We can fix the problem by doing a type assertion. This should be done only if we are certain we know what we are doing. If we assert the type of the variable diaryData to be DiaryEntry with the keyword as, everything should work:

import diaryData from '../../data/entries.json'

import { Weather, Visibility, DiaryEntry } from '../types'

const diaries: Array<DiaryEntry> = diaryData as Array<DiaryEntry>;
const getEntries = (): Array<DiaryEntry> => {
  return diaries;
}

const addDiary = () => {
  return null
}

export default {
  getEntries,
  addDiary
};

We should never use type assertion unless there is no other way to proceed, as there is always the danger we assert an unfit type to an object and cause a nasty runtime error. While the compiler trusts you to know what you are doing when using as, by doing this, we are not using the full power of TypeScript but relying on the coder to secure the code.

In our case, we could change how we export our data so we can type it within the data file. Since we cannot use typings in a JSON file, we should convert the json file to a ts file which exports the typed data like so:

import { DiaryEntry } from "../src/types";
const diaryEntries: Array<DiaryEntry> = [  {
      "id": 1,
      "date": "2017-01-01",
      "weather": "rainy",
      "visibility": "poor",
      "comment": "Pretty scary flight, I'm glad I'm alive"
  },
  // ...
]; 

export default diaryEntries;

Now, when we import the array, the compiler interprets it correctly and the weather and visibility fields are understood right:

import diaries from '../../data/diaries';
import { DiaryEntry } from '../types';

const getEntries = (): Array<DiaryEntry> => {
  return diaries;
}

const addDiary = () => {
  return null;
}

export default {
  getEntries,
  addDiary
};

Note that, if we want to be able to save entries without a certain field, e.g. comment, we could set the type of the field as optional by adding ? to the type declaration:

export interface DiaryEntry {
  id: number;
  date: string;
  weather: Weather;
  visibility: Visibility;
  comment?: string;}

Node and JSON modules

It is important to take note of a problem that may arise when using the tsconfig resolveJsonModule option:

{
  "compilerOptions": {
    // ...
    "resolveJsonModule": true  }
}

According to the node documentation for file modules, node will try to resolve modules in order of extensions:

 ["js", "json", "node"]

In addition to that, by default, ts-node and ts-node-dev extend the list of possible node module extensions to:

 ["js", "json", "node", "ts", "tsx"]

NB: The validity of .js, .json and .node files as modules in TypeScript depend on environment configuration, including tsconfig options such as allowJs and resolveJsonModule.

Consider a flat folder structure containing files:

  ├── myModule.json
  └── myModule.ts

In TypeScript, with the resolveJsonModule option set to true, the file myModule.json becomes a valid node module. Now, imagine a scenario where we wish to take the file myModule.ts into use:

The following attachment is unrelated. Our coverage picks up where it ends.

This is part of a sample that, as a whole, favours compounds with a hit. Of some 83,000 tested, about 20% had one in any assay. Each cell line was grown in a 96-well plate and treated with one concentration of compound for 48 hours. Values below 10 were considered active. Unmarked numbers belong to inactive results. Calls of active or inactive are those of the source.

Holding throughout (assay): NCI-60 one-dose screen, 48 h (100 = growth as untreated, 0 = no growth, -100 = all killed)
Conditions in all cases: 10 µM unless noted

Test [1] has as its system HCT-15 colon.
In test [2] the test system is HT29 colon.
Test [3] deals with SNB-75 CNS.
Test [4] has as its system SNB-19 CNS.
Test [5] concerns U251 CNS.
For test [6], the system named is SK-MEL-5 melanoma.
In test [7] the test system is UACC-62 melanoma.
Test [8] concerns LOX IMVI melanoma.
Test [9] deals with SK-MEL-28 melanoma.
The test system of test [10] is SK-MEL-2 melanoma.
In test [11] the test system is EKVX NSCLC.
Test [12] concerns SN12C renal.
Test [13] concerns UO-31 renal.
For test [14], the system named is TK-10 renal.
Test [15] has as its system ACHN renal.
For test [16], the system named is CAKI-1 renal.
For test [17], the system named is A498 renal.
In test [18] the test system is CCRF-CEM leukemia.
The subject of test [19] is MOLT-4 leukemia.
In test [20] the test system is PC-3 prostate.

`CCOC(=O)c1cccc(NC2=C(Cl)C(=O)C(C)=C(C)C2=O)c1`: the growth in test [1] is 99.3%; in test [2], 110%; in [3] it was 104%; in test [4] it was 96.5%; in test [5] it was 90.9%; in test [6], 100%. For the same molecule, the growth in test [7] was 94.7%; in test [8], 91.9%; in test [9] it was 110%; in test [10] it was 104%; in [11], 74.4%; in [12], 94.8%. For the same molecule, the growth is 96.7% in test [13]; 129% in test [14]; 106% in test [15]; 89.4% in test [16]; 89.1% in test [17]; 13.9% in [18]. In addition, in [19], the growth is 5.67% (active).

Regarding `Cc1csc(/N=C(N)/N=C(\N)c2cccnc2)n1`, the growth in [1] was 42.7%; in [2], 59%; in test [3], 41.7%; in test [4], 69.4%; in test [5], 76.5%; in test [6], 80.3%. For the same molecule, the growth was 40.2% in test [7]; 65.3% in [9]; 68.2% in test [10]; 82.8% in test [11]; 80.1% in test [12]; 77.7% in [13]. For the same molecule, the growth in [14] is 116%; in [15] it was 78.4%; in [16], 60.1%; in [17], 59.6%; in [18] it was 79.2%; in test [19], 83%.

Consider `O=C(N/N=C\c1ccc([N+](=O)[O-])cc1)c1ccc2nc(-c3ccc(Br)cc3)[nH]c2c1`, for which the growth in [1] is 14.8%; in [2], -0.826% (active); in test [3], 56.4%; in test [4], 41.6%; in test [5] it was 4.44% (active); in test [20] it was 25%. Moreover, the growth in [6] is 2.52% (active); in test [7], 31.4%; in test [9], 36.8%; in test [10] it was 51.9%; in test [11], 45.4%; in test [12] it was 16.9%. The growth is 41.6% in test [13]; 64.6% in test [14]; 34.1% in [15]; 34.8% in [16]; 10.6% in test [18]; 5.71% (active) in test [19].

import myModule from "./myModule";

Looking closely at the order of node module extensions:

 ["js", "json", "node", "ts", "tsx"]

We notice that the .json file extension takes precedence over .ts and so myModule.json will be imported and not myModule.ts.

In order to avoid time-eating bugs, it is recommended that within a flat directory, each file with a valid node module extension has a unique filename.

Utility Types

Sometimes, we might want to use a specific modification of a type. For example, consider a page for listing some data, some of which is sensitive and some of which is non-sensitive. We might want to be sure that no sensitive data is used or displayed. We could pick the fields of a type we allow to be used to enforce this. We can do that by using the utility type Pick.

In our project, we should consider that Ilari might want to create a listing of all his diary entries excluding the comment field since, during a very scary flight, he might end up writing something he wouldn't necessarily want to show anyone else.

The Pick utility type allows us to choose which fields of an existing type we want to use. Pick can be used to either construct a completely new type, or to inform a function what it should return on runtime. Utility types are a special kind of type tools, but they can be used just like regular types.

In our case, in order to create a "censored" version of the DiaryEntry for public displays, we can use Pick in the function declaration:

const getNonSensitiveEntries =
  (): Array<Pick<DiaryEntry, 'id' | 'date' | 'weather' | 'visibility'>> => {
    // ...
  }

and the compiler would expect the function to return an array of values of the modified DiaryEntry type, which include only the four selected fields.

Since Pick requires the type it modifies to be given as a type variable, just like Array does, we now have two nested type variables and the syntax is starting to look a bit odd. We can improve the code's readability by using the alternative array syntax:

const getNonSensitiveEntries =
  (): Pick<DiaryEntry, 'id' | 'date' | 'weather' | 'visibility'>[] => {
    // ...
  }

In this case, we want to exclude only one field, so it would be even better to use the Omit utility type, which we can use to declare which fields to exclude: